New research has found being overweight is an additional burden on brain health and it may exacerbate Alzheimer’s disease. The pioneering multimodal neuroimaging study revealed obesity may contribute toward neural tissue vulnerability, whilst maintaining a healthy weight in mild Alzheimer’s disease dementia could help to preserve brain structure.
The findings, published in The Journal of Alzheimer’s Disease Reports, also highlight the impact being overweight in mid-life could have on brain health in older age.
Lead author of the study, Professor Annalena Venneri from the University of Sheffield’s Neuroscience Institute and NIHR Sheffield Biomedical Research Centre, said: “More than 50 million people are thought to be living with Alzheimer’s disease and despite decades of ground breaking studies and a huge global research effort we still don’t have a cure for this cruel disease.
“Prevention plays such an important role in the fight against the disease. It is important to stress this study does not show that obesity causes Alzheimer’s, but what it does show is that being overweight is an additional burden on brain health and it may exacerbate the disease.”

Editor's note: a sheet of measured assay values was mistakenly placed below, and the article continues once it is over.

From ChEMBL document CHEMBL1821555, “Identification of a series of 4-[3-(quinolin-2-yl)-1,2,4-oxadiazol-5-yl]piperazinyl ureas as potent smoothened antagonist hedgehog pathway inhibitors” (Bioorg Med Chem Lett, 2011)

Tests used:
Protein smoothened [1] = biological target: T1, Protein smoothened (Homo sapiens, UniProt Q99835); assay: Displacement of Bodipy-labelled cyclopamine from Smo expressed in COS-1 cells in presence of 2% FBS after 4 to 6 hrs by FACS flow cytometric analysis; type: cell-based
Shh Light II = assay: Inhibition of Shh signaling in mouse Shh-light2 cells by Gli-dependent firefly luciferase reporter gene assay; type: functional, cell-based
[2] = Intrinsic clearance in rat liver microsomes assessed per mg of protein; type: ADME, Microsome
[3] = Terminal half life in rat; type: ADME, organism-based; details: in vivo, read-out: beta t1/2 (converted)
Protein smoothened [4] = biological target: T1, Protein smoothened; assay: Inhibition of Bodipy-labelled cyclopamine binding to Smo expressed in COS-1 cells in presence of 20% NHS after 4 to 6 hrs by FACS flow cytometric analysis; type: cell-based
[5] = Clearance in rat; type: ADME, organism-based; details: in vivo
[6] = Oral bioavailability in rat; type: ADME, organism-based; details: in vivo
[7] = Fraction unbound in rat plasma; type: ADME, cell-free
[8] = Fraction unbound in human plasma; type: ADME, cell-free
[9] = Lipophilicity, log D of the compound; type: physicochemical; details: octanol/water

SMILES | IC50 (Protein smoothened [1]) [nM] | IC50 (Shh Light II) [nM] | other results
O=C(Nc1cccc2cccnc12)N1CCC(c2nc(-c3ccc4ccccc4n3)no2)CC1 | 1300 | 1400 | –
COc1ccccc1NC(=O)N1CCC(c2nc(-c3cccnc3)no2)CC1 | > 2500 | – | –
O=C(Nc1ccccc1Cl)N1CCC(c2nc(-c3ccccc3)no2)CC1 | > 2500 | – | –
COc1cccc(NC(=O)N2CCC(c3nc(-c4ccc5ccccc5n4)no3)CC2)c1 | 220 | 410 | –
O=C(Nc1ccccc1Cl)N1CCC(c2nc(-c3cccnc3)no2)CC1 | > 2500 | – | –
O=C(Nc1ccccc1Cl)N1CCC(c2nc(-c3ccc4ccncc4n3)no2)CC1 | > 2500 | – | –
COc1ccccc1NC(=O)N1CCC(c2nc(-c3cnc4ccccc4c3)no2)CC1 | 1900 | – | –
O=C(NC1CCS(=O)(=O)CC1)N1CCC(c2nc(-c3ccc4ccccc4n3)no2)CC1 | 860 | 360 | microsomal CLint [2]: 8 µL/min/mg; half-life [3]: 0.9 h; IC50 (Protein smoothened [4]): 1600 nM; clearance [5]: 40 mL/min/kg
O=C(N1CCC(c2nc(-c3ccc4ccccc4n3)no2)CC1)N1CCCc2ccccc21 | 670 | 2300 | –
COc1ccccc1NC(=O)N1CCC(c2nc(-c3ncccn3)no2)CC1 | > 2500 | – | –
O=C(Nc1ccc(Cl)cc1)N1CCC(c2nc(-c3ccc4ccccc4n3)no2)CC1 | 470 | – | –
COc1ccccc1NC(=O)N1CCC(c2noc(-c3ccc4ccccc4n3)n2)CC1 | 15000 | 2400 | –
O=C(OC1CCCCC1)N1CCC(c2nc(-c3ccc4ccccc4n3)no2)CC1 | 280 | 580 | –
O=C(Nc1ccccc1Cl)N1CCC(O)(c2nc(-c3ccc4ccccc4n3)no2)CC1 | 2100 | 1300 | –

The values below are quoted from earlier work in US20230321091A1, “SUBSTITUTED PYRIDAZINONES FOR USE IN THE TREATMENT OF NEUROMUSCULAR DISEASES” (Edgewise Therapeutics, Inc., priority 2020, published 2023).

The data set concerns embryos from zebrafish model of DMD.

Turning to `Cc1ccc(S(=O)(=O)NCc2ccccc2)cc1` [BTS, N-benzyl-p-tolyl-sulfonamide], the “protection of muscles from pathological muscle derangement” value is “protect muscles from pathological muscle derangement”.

Joint author of the study, Dr Matteo De Marco from the University of Sheffield’s Neuroscience Institute, said: “Weight-loss is commonly one of the first symptoms in the early stages of Alzheimer’s disease as people forget to eat or begin to snack on easy-to-grab foods like biscuits or crisps, in place of more nutritional meals. We found that maintaining a healthy weight could help preserve brain structure in people who are already experiencing mild Alzheimer’s disease dementia. Unlike other diseases such as cardiovascular disease or diabetes, people don’t often think about the importance of nutrition in relation to neurological conditions, but these findings show it can help to preserve brain structure.”
The study was conducted in collaboration with the University of Eastern Finland.
You can read the full story and view the related paper on the NIHR website here.